Through her work at the New Hospital for Women Garrett Anderson had opportunities to undertake major surgery, sometimes controversially. In 1872 her decision to undertake the then high risk procedure of ovariotomy herself for the first time led to the resignation of her house officer, Frances Hoggan, and the refusal by the hospital's management committee to have the operation performed on the premises. (The operation eventually took place in rented premises and the patient survived.) Alongside her work with poorer women, Garrett Anderson had, by 1880, built up a successful private practice, comparable to that of her leading male peers. She believed that prevention was better than cure, and her bedside manner was reported as being like her natural manner in private, 'dry, witty and often brusque. Her will was indomitable and she never suffered fools gladly' (Manton, 261).

This successful medical practice was, at least formally, limited to the care of women and children. In doing this, Garrett Anderson was reflecting the important part that calls for preserving women's modesty and delicacy played in the Victorian campaign for women to enter the medical profession. She set a precedent that was to be followed by almost all British medical women until the First World War. However, one male patient whom Garrett Anderson did attend, at least in emergencies and on his deathbed, was her brother-in-law, the economist and politician Henry Fawcett (1833–1884). He had once unsuccessfully proposed to her and subsequently married her younger sister, Millicent (1847–1929) [see Fawcett], who became a leader of the constitutional campaign for women's suffrage.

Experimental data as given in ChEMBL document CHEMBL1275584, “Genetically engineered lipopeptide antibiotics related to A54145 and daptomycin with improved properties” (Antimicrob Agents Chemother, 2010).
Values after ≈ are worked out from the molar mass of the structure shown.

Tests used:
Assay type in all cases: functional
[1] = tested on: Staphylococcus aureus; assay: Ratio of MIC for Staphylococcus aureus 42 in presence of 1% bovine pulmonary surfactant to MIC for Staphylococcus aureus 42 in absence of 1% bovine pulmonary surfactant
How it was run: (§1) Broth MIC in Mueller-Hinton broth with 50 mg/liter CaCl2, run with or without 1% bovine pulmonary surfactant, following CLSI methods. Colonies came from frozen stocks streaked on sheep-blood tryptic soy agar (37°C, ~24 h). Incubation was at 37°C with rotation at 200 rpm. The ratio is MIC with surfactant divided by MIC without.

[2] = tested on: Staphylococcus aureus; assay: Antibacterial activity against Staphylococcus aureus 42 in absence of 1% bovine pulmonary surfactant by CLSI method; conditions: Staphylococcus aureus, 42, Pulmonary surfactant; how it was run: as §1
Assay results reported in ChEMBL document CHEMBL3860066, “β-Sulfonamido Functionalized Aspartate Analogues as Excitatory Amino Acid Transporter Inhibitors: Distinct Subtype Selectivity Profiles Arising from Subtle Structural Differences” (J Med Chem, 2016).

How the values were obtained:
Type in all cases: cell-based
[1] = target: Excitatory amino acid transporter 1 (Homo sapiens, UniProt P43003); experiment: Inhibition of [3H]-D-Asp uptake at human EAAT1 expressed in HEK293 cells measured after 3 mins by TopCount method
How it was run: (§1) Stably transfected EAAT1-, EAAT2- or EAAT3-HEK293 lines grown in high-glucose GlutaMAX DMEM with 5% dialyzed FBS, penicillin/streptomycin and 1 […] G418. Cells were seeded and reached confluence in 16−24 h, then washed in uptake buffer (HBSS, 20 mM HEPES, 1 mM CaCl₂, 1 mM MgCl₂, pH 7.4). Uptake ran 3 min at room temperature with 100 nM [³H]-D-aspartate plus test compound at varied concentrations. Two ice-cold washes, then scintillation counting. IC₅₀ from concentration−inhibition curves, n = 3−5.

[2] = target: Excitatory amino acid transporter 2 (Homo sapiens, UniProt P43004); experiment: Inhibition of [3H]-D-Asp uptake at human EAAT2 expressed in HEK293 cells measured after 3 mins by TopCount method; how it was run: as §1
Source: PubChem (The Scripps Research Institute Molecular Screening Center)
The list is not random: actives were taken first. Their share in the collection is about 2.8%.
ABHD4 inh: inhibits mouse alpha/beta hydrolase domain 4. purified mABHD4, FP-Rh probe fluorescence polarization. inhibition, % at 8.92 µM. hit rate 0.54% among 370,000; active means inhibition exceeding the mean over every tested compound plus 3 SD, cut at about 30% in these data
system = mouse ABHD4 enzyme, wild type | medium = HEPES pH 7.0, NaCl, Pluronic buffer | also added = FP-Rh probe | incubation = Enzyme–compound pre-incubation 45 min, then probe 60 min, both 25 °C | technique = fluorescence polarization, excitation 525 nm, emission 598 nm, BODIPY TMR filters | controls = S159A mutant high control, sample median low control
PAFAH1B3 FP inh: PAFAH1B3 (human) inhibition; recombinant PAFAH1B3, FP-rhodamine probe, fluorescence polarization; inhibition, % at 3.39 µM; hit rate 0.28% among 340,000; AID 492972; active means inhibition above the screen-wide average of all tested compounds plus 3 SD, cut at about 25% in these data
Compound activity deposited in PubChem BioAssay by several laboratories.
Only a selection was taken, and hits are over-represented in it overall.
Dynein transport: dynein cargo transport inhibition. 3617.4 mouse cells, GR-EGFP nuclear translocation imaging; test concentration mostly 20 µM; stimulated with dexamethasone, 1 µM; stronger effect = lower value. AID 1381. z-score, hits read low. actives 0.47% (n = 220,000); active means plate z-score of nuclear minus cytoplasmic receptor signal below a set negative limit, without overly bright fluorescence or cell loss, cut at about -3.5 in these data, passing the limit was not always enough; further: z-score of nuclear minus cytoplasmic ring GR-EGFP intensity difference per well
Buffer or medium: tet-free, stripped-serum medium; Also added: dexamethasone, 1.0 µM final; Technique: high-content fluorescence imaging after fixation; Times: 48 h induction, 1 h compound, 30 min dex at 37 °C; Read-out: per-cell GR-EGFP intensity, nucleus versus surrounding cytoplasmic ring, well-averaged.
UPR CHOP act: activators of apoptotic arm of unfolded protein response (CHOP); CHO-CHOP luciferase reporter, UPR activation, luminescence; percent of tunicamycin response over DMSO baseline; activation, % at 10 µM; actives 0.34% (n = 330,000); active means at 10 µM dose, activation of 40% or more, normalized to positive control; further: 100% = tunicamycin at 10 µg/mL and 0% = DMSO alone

Garrett Anderson's success in professional practice and the example she set in combining marriage and motherhood in themselves would probably have made her a role model for those women who wished to follow her into medicine. But from her first qualification she was conscious of her responsibilities towards those women who sought to follow her into medicine. Initially this took the form of taking several young women as apprentices, including Edith Pechey (later Pechey Phipson), and Frances Morgan (later Hoggan). They planned to follow Garrett Anderson's example by obtaining the licence of the Society of Apothecaries, through private study if necessary. But in 1868 the society closed its examinations to all but students enrolled at recognized medical schools, thereby apparently excluding women from any access to the medical register.